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The Nobel Series : Father of Portfolio Selection Theory

James Tobin showed how individual decisions determine equilibrium price and interest rate, and how fluctuations in financial markets get transmitted to real markets

The Nobel Series : Father of Portfolio Selection Theory

The Nobel Prize in Economics in 1981 was awarded to James Tobin, who was at Yale University, USA at that time. The prize was given for his analysis of financial markets and their impact on consumption, investment, production, employment and prices. As the Nobel Prize website tells us:

James Tobin's achievements cover a broad spectrum of economic research. He has made substantial contributions in such widely differing areas as econometric methods and strictly formalized risk theory, the theory of household and firm behaviour, general macro theory and applied analysis of economic policy. His most outstanding and significant research contribution, for which he has been awarded the Nobel Memorial Prize in Economics for 1981, belongs to the theory of financial markets and their relation to consumption and investment decisions, production, employment and prices.

Tobin is best known for proposing the Portfolio Selection Theory, which basically tells us how individual economic agents decide the composition of their assets. In this article, we will cover Tobin's major works and their importance in public policy.

Main works of James Tobin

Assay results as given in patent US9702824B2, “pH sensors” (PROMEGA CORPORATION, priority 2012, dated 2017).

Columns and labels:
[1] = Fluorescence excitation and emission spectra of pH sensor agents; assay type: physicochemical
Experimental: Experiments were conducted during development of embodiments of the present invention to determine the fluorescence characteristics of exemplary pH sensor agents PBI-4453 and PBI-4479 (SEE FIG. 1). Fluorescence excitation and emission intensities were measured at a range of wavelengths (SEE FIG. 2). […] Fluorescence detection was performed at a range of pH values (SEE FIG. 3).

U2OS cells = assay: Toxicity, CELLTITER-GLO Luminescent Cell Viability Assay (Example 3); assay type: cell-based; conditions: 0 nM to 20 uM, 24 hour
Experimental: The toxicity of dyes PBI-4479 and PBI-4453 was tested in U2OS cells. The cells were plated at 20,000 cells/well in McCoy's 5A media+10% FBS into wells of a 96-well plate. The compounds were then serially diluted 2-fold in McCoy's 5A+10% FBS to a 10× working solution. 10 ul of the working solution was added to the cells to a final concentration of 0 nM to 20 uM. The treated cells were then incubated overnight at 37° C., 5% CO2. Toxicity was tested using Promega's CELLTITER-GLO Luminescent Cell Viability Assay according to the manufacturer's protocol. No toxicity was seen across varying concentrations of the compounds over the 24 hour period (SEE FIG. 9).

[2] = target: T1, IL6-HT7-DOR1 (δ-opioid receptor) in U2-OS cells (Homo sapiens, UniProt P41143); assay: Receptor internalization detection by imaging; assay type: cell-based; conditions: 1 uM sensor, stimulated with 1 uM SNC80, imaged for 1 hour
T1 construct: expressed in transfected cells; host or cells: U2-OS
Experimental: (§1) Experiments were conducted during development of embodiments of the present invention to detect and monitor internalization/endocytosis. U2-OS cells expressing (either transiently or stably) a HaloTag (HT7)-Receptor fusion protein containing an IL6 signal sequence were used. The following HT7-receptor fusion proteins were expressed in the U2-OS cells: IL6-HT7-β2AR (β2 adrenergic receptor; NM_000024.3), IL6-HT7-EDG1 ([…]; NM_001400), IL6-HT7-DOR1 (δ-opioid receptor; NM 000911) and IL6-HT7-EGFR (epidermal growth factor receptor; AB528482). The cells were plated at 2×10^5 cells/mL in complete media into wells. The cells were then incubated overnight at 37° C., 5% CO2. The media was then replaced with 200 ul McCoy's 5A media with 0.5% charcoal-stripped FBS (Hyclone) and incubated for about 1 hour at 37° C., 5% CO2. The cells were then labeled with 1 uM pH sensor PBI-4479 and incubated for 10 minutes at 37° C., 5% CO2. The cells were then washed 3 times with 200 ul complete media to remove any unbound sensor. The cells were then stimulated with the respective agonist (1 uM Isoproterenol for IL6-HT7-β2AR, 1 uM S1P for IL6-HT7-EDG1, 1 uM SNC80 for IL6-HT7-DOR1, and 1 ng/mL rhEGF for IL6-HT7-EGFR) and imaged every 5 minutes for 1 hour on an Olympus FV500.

Tobin began his undergraduate studies at Harvard University in 1936 — the same year in which Keynes' General Theory was published. It was therefore natural that Tobin was influenced by Keynes' work early in his studies. After his undergraduate degree, Tobin enrolled for graduate studies and got his Masters degree in economics in 1940. In 1941, he published his first article 'A Note on the Money Wage Problem' in the Quarterly Journal of Economics, which was based on his Master's thesis. He took a break after his Master's degree and in 1941-42, he worked as an economist for the Office of Price Administration in Washington DC. Tobin was in the Naval Reserve during World War II. After the war, Tobin came back to Harvard for his PhD which he completed in 1947. In 1950, Tobin joined Yale University as a faculty in the Economics Department and stayed there till his retirement.

Tobin was Keynesian in his approach and contributed a lot to develop the microeconomic foundations of Keynesian theories. However, there were four major areas of his contribution: